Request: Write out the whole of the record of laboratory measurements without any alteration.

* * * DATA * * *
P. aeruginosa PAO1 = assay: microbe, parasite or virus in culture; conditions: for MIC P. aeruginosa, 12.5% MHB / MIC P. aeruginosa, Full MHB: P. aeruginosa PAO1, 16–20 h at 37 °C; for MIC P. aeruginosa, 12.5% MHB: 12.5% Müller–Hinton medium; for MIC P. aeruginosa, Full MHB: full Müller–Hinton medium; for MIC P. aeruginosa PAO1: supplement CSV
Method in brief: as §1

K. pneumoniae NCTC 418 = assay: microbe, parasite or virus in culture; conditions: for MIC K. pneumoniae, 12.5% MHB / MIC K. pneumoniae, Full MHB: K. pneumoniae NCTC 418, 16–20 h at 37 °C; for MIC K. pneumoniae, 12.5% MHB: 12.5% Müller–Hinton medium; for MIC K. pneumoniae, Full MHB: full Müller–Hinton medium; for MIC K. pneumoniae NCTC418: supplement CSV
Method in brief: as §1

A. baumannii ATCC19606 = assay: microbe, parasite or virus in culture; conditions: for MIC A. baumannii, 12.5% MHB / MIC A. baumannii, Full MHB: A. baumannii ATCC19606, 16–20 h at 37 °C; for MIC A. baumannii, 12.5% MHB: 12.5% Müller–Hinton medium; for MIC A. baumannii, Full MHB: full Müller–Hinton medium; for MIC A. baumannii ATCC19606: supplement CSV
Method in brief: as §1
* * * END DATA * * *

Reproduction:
P. aeruginosa PAO1 = assay: microbe, parasite or virus in culture; conditions: for MIC P. aeruginosa, 12.5% MHB / MIC P. aeruginosa, Full MHB: P. aeruginosa PAO1, 16–20 h at 37 °C; for MIC P. aeruginosa, 12.5% MHB: 12.5% Müller–Hinton medium; for MIC P. aeruginosa, Full MHB: full Müller–Hinton medium; for MIC P. aeruginosa PAO1: supplement CSV
Method in brief: as §1

K. pneumoniae NCTC 418 = assay: microbe, parasite or virus in culture; conditions: for MIC K. pneumoniae, 12.5% MHB / MIC K. pneumoniae, Full MHB: K. pneumoniae NCTC 418, 16–20 h at 37 °C; for MIC K. pneumoniae, 12.5% MHB: 12.5% Müller–Hinton medium; for MIC K. pneumoniae, Full MHB: full Müller–Hinton medium; for MIC K. pneumoniae NCTC418: supplement CSV
Method in brief: as §1

A. baumannii ATCC19606 = assay: microbe, parasite or virus in culture; conditions: for MIC A. baumannii, 12.5% MHB / MIC A. baumannii, Full MHB: A. baumannii ATCC19606, 16–20 h at 37 °C; for MIC A. baumannii, 12.5% MHB: 12.5% Müller–Hinton medium; for MIC A. baumannii, Full MHB: full Müller–Hinton medium; for MIC A. baumannii ATCC19606: supplement CSV
Method in brief: as §1